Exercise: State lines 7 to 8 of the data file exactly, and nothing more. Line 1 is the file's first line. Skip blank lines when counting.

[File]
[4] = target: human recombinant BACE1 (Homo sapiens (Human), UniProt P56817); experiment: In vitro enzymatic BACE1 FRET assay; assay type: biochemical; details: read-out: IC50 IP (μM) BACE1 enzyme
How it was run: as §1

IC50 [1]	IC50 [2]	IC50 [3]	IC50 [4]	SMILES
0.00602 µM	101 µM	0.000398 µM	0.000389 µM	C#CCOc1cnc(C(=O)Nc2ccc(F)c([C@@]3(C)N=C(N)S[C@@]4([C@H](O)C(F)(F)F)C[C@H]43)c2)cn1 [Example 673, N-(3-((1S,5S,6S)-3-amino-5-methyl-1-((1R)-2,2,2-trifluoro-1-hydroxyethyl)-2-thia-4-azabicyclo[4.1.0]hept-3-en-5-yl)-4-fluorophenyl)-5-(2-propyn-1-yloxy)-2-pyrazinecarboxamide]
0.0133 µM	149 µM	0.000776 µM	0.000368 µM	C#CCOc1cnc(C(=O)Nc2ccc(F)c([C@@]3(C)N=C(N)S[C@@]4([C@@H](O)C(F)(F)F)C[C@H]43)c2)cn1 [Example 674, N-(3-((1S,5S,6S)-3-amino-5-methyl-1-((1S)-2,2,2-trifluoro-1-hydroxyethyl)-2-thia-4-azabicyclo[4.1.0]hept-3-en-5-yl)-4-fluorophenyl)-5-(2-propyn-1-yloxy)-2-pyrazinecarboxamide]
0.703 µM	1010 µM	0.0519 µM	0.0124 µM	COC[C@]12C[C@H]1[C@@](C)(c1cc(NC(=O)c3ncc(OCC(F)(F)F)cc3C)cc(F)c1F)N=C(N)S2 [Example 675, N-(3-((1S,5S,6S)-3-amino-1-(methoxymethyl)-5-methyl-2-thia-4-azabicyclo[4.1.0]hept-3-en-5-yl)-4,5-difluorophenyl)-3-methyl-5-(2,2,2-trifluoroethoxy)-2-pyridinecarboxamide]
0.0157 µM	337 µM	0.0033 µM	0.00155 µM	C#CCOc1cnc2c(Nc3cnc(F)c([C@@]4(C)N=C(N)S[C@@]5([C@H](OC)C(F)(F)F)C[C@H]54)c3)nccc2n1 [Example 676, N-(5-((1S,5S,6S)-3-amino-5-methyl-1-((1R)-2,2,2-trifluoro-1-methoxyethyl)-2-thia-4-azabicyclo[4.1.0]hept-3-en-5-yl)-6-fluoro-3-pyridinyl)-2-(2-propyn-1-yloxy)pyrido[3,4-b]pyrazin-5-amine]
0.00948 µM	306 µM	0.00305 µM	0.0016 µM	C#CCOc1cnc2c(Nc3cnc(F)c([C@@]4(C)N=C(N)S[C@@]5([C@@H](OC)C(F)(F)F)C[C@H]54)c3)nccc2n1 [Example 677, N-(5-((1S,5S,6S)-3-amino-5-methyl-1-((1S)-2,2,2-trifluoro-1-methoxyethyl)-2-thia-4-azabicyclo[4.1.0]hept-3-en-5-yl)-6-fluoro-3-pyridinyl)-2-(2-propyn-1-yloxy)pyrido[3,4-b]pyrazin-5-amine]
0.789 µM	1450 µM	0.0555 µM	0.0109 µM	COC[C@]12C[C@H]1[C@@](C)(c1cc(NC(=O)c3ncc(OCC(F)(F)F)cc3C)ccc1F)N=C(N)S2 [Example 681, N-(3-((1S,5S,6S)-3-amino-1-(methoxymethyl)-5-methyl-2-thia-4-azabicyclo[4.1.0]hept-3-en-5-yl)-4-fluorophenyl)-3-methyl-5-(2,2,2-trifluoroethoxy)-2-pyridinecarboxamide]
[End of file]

0.0157 µM	337 µM	0.0033 µM	0.00155 µM	C#CCOc1cnc2c(Nc3cnc(F)c([C@@]4(C)N=C(N)S[C@@]5([C@H](OC)C(F)(F)F)C[C@H]54)c3)nccc2n1 [Example 676, N-(5-((1S,5S,6S)-3-amino-5-methyl-1-((1R)-2,2,2-trifluoro-1-methoxyethyl)-2-thia-4-azabicyclo[4.1.0]hept-3-en-5-yl)-6-fluoro-3-pyridinyl)-2-(2-propyn-1-yloxy)pyrido[3,4-b]pyrazin-5-amine]
0.00948 µM	306 µM	0.00305 µM	0.0016 µM	C#CCOc1cnc2c(Nc3cnc(F)c([C@@]4(C)N=C(N)S[C@@]5([C@@H](OC)C(F)(F)F)C[C@H]54)c3)nccc2n1 [Example 677, N-(5-((1S,5S,6S)-3-amino-5-methyl-1-((1S)-2,2,2-trifluoro-1-methoxyethyl)-2-thia-4-azabicyclo[4.1.0]hept-3-en-5-yl)-6-fluoro-3-pyridinyl)-2-(2-propyn-1-yloxy)pyrido[3,4-b]pyrazin-5-amine]